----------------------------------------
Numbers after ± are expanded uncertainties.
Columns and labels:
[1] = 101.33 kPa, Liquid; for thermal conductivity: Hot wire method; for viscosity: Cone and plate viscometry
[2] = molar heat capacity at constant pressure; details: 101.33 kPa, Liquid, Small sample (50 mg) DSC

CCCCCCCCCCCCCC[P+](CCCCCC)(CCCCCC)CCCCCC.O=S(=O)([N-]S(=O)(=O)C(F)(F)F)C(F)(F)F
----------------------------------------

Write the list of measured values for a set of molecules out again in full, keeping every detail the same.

Numbers after ± are expanded uncertainties.
Columns and labels:
[1] = 101.33 kPa, Liquid; for thermal conductivity: Hot wire method; for viscosity: Cone and plate viscometry
[2] = molar heat capacity at constant pressure; details: 101.33 kPa, Liquid, Small sample (50 mg) DSC

CCCCCCCCCCCCCC[P+](CCCCCC)(CCCCCC)CCCCCC.O=S(=O)([N-]S(=O)(=O)C(F)(F)F)C(F)(F)F